One Size Does Not Always Fit All
by Lauren Gracey, WISE Young Professionals’ Board Member
Whilst it is important to remember that Personal Protective Equipment (PPE) should always be the last consideration in methods to reduce workplace risk, it should not be underestimated how important these personal items are.
The Health and Safety Executive are still reporting approximately 9000 PPE-related accidents each year, with 31.2 million working days lost in 2016/2017 due to work-related illness and workplace injury.
It is therefore not surprising that the global PPE market is growing and is currently forecast to grow at a compound annual growth rate of almost 4% between 2016-2020. Within the UK, the forecast is slightly lower, as HSE has already mandated the use of PPE in the workplace. That is not to say that the UK market has stagnated. The focus within the UK over the past number of years has been to develop more efficient, economically competitive, and improved products.
This includes the provision of a larger range of sizes and fits to include female-focussed PPE.
From personal experience, this has come as a welcome development. No longer do I need scissors to cut the arm length of full-sleeved vests, and finally, we can keep our gloves on to complete site tasks. Female site engineers all over the UK are finally able to operate equipment with gloves that fit and allow the user to feel the sometimes minute movements of setting out equipment. Spare socks can now be left at home as my boots fit with only one pair rather than the two or three pairs I used to use to fill out boots that – at their smallest – were two sizes too large.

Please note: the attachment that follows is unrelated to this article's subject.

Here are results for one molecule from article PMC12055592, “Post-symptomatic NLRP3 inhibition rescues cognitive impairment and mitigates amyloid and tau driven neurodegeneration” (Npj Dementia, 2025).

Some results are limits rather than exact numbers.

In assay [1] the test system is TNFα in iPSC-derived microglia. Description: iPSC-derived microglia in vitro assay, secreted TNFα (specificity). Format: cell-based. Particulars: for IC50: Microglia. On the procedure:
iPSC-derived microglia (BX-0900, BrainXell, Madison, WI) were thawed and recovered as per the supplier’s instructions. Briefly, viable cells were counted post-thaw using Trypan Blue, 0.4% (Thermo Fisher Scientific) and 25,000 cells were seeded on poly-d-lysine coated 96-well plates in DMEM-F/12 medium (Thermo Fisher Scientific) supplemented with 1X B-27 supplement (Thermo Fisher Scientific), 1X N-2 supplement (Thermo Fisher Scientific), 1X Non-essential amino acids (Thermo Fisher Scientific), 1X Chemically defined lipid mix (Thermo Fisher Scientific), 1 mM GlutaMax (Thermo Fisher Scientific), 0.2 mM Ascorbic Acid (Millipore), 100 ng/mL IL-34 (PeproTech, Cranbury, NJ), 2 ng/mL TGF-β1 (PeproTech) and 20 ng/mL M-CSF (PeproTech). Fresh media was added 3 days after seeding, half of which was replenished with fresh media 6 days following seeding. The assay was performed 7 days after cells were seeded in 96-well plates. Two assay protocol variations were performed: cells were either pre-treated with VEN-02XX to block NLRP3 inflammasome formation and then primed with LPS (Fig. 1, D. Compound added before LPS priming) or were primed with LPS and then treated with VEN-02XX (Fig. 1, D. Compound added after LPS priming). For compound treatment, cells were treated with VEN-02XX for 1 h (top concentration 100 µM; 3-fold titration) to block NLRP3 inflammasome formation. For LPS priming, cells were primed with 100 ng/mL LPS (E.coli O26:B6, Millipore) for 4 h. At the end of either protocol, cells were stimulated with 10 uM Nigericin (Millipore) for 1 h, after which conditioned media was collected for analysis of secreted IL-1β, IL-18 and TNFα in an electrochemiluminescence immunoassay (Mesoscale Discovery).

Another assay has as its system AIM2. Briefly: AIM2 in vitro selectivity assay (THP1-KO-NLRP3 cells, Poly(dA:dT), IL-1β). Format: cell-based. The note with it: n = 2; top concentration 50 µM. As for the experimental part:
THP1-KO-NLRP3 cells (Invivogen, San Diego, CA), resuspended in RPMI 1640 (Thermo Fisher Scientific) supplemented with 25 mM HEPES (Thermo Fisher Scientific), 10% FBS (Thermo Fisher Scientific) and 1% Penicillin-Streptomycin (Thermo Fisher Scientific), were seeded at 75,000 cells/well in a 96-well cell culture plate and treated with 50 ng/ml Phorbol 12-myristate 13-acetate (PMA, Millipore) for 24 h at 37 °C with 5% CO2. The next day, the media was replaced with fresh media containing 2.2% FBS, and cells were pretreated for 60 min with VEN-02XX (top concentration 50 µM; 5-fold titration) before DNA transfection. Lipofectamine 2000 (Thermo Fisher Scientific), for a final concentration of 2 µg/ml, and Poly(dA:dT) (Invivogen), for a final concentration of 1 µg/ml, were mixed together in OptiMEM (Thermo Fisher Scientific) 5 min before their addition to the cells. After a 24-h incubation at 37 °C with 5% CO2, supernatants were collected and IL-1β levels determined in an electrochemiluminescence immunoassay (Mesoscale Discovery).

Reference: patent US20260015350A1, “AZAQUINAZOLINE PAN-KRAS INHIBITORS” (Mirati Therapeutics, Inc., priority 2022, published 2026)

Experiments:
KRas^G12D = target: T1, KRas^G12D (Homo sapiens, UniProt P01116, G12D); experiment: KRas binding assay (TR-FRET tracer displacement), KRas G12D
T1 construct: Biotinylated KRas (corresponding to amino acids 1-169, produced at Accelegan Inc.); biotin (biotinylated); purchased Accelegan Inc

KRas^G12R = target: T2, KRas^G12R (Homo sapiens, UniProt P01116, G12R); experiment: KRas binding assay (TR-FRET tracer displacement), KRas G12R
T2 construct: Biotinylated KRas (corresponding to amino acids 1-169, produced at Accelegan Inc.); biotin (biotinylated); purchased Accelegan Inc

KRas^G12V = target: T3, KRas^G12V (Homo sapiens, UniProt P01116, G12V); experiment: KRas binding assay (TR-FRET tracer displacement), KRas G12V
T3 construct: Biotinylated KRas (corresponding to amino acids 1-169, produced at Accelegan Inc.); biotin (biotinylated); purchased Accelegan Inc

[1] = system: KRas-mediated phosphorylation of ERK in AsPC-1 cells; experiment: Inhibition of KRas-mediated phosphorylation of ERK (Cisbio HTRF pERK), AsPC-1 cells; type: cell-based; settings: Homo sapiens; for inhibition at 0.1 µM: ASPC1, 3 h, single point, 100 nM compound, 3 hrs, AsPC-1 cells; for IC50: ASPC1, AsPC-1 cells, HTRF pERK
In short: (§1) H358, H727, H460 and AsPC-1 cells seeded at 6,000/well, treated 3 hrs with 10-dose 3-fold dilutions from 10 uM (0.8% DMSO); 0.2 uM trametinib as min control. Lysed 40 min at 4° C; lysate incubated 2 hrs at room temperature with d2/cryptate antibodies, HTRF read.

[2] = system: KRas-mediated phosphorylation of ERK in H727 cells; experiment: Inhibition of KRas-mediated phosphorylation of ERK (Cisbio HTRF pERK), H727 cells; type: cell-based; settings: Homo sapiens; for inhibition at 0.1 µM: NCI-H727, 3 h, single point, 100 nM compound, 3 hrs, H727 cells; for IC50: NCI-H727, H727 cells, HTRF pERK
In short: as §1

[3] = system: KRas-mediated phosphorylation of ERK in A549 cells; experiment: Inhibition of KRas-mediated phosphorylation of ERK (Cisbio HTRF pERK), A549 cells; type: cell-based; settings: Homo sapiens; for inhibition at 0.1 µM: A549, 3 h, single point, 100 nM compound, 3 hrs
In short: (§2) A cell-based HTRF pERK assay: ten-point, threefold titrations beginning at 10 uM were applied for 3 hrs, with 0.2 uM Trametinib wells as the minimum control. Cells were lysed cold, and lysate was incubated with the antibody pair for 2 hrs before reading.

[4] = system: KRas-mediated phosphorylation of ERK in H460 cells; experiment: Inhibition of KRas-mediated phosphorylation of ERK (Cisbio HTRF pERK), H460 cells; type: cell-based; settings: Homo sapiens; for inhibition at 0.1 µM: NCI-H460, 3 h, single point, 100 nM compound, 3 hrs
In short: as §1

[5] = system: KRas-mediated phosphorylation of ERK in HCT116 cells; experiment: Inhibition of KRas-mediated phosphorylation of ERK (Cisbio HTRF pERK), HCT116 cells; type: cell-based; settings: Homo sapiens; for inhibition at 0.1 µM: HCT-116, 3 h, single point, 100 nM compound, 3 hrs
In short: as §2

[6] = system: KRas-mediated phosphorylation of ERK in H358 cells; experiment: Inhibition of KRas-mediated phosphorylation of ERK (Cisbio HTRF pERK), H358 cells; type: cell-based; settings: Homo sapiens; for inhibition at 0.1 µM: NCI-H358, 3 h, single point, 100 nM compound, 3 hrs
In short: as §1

However, my experience may be representative of only a small amount of the female population across STEM industries. Only 29% of women who took part in a 2016 Prospect study reported having PPE designed for women at their workplace. More than half of survey participants, 57%, reported that mis-fitting PPE sometimes or significantly hampers their work. The participants were representative of an array of sectors including transport, manufacturing, construction, research, nuclear and emergency services.
We all share the desire to work within industries that cause zero harm. Surely the provision of the correct equipment is a relatively easy target in working towards our shared goal? To provide all workers with PPE that fits and is appropriate for the task at hand should be a given. It is not acceptable to expect our workforce to alter ill-fitting safety equipment. The benefit of PPE is that it has been designed with particular safety considerations in mind, and each person deserves to enter their workplace with the expectation to perform their tasks in an efficient and safe manner.
That said – Fancy patterns, lilac strips, floral designs (really!) and additional pockets are not the key necessity for the female workforce! We just want a range of protective equipment – that fits – to keep us as safe as our male counterparts.